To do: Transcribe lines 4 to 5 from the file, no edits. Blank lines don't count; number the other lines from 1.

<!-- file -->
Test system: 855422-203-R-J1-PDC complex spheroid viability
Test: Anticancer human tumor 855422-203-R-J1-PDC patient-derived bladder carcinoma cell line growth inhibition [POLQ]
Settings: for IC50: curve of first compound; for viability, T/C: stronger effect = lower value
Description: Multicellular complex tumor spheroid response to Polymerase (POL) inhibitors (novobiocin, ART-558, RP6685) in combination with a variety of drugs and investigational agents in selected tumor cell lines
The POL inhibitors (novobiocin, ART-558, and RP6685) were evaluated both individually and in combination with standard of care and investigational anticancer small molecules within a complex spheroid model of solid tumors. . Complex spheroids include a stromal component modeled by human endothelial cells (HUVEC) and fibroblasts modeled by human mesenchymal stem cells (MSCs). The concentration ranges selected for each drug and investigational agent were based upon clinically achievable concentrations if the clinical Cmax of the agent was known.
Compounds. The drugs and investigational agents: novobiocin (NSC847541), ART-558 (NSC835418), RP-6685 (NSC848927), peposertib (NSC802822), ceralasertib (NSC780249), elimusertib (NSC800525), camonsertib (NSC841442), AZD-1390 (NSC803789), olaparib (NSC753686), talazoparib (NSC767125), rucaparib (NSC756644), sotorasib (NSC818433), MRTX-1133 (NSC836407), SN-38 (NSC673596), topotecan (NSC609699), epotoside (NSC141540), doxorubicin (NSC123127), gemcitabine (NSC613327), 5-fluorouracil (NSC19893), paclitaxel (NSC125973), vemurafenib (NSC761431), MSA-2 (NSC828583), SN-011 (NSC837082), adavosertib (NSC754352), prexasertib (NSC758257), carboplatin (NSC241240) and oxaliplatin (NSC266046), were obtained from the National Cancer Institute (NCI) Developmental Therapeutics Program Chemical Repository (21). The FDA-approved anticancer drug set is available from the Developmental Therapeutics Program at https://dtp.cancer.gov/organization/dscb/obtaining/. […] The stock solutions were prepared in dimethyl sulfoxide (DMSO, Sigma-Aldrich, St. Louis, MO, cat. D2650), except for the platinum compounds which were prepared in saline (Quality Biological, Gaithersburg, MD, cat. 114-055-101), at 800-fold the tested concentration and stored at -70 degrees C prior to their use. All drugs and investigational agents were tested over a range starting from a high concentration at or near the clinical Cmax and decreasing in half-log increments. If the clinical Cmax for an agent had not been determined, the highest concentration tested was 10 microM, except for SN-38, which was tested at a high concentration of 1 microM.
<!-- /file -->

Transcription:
Description: Multicellular complex tumor spheroid response to Polymerase (POL) inhibitors (novobiocin, ART-558, RP6685) in combination with a variety of drugs and investigational agents in selected tumor cell lines
The POL inhibitors (novobiocin, ART-558, and RP6685) were evaluated both individually and in combination with standard of care and investigational anticancer small molecules within a complex spheroid model of solid tumors. . Complex spheroids include a stromal component modeled by human endothelial cells (HUVEC) and fibroblasts modeled by human mesenchymal stem cells (MSCs). The concentration ranges selected for each drug and investigational agent were based upon clinically achievable concentrations if the clinical Cmax of the agent was known.